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See also previous version of the article below, published April 20, 2007.


Wall Street Journal, April 21, 2007 article


The Wall Street Journal  

April 21, 2007


House Clears an Executive-Pay Measure

April 21, 2007


WASHINGTON -- The House overwhelmingly passed a bill that would give shareholders a greater voice in setting executive compensation, but a law is far from certain due to opposition by the White House.

The bill, which passed by a 269-134 margin in the House Friday, would give shareholders a nonbinding vote on executive pay packages and a separate vote on any compensation negotiated as part of a purchase or sale of a company, a so-called golden parachute. Shareholders wouldn't set pay.

 The News: The House approves an advisory shareholder vote on CEO pay.
 The Background: High CEO pay has attracted the scorn of shareholders, who have pushed for greater influence on pay packages. Business opposes a 'say on pay' bill, saying corporate-governance improvements and new executive-pay disclosure rules should have time to take effect.
 What's Next: The debate shifts to the Senate, where support is unclear. If the Senate moves ahead, the White House could veto a measure.


"There are unfortunately a lot of examples of excessive compensation for CEOs," said Barney Frank, chairman of the House Financial Services Committee and author of the bill.

Shortly after the bill passed in the House, Democratic presidential hopeful Sen. Barack Obama of Illinois jumped on the bandwagon with a promise to introduce what an aide described as an "identical" bill in the Senate. The senator is expected to take on the matter over the next several weeks, in an apparent move to get out front on a populist issue.

An executive-compensation bill "would allow shareholders to hold executives to similar performance standards that workers are held to," the Obama aide said.

Rising executive compensation has become a touchy issue, and could become more central as the presidential race picks up. In recent years, the gap between the country's rich and poor has widened by almost every measure, and generous pay packages for executives have become lightning rods for income-inequality issues.

Whether the bill gains momentum in the Senate is uncertain. Sen. Christopher Dodd, a Democrat from Connecticut and a rival of Mr. Obama's for their party's presidential nomination, heads the Senate Banking Committee, which would process an executive-pay bill through the Senate. Mr. Dodd said in a statement Friday that the issue is "important and that he intends "to take a close look at the House legislation, consider all pertinent views, and then determine the most appropriate course of action."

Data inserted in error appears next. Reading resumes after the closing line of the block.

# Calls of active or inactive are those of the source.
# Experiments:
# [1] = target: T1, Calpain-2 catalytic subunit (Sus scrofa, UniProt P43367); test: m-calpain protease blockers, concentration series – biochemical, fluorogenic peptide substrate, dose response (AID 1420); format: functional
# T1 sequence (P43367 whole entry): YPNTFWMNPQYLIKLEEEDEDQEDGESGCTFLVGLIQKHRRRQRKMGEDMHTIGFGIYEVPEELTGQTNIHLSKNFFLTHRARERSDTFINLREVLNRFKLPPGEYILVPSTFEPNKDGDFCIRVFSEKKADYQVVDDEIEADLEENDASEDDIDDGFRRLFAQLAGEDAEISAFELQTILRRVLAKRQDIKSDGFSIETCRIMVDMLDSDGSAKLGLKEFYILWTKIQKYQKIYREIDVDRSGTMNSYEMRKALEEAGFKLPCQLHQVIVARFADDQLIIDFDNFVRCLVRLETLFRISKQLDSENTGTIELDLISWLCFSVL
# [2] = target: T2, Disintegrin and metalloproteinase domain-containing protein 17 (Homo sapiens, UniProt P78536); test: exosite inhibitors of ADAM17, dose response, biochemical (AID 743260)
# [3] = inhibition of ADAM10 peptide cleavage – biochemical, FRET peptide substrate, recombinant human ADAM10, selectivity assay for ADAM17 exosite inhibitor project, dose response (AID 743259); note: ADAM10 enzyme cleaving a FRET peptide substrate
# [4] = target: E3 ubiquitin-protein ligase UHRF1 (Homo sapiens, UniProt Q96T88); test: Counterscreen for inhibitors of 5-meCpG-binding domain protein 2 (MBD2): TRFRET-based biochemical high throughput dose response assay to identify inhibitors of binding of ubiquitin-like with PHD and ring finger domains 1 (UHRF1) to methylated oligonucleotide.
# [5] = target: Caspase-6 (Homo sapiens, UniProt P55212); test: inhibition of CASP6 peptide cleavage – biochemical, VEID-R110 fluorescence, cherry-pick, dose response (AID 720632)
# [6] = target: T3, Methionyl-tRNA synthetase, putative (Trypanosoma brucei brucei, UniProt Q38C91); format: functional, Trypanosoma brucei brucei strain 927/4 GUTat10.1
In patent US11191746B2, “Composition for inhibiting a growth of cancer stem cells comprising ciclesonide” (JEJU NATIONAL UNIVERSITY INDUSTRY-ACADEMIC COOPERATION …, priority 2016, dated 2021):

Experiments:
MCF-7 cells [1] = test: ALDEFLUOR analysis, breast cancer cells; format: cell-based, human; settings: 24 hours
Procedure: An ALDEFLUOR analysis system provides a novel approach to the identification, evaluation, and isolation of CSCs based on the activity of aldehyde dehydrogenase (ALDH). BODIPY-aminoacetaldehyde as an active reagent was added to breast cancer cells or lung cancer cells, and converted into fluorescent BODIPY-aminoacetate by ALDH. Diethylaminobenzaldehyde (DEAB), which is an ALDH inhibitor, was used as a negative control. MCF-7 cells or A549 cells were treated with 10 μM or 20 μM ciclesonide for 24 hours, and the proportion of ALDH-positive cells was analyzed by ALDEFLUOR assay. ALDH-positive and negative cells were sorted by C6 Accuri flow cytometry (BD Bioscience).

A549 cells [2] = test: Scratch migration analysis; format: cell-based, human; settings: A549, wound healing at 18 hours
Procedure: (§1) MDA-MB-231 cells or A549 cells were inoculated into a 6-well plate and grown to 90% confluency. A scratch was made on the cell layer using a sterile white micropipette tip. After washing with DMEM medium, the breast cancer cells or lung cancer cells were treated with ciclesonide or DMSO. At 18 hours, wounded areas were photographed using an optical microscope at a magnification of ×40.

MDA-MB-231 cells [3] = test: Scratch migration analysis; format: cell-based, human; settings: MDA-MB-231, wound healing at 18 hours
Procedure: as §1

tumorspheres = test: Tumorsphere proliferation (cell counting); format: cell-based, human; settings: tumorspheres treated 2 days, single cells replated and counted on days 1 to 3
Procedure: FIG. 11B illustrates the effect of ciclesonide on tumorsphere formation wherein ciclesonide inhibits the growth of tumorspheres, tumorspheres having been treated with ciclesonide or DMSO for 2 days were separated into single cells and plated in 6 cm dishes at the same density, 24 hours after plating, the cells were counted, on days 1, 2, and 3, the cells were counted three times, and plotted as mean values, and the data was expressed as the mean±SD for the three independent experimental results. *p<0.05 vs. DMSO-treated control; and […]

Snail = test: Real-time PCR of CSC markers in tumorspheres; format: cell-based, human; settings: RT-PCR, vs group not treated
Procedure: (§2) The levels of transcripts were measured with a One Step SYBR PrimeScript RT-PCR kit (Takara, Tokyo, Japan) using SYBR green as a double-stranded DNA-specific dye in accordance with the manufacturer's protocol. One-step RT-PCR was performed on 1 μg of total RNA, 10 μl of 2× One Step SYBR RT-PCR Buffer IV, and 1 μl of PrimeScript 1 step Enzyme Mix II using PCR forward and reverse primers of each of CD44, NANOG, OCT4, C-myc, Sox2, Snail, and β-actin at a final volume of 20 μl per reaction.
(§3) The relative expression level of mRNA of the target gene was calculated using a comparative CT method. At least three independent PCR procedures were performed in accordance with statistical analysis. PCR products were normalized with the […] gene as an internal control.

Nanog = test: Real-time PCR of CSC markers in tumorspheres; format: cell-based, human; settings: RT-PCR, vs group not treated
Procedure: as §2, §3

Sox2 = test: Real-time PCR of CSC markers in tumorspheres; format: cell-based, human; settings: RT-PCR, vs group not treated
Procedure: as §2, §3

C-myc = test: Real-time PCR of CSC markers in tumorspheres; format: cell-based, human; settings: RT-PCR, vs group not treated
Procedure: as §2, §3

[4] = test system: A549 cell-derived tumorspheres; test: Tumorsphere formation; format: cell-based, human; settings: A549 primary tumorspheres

Getting Republicans on board may also pose a challenge. Earlier this year, President Bush spoke out about excessive chief executives' compensation in his State of the Economy address but the administration Wednesday said it was against the "say on pay" bill. It advised lawmakers to give other overhauls time to take effect. These include a move toward independent compensation committees and new rules requiring greater disclosure of pay packages.

The House legislation would require the Securities and Exchange Commission to write rules under which investors could use company-issued ballot forms to vote on executive pay on an advisory basis, starting in 2009. The bill builds on SEC rules written last year that require more disclosure of executive compensation, including a total compensation number.

The SEC chairman has suggested that a goal was to force directors to think more carefully about pay, saying that "when people are forced to undress in public, they will pay more attention to their figures."

Businesses and investors, such as union-sponsored pension funds, are sharply divided over the measure. While investors say the goal is to prod board directors to engage in dialogue with investors, U.S. companies fret over possible repercussions.

Business is concerned that labor unions could try to influence executive pay on inequality measures, instead of basing it on the future financial performance of the company.

Write to Kara Scannell at kara.scannell@wsj.com3 and Siobhan Hughes at

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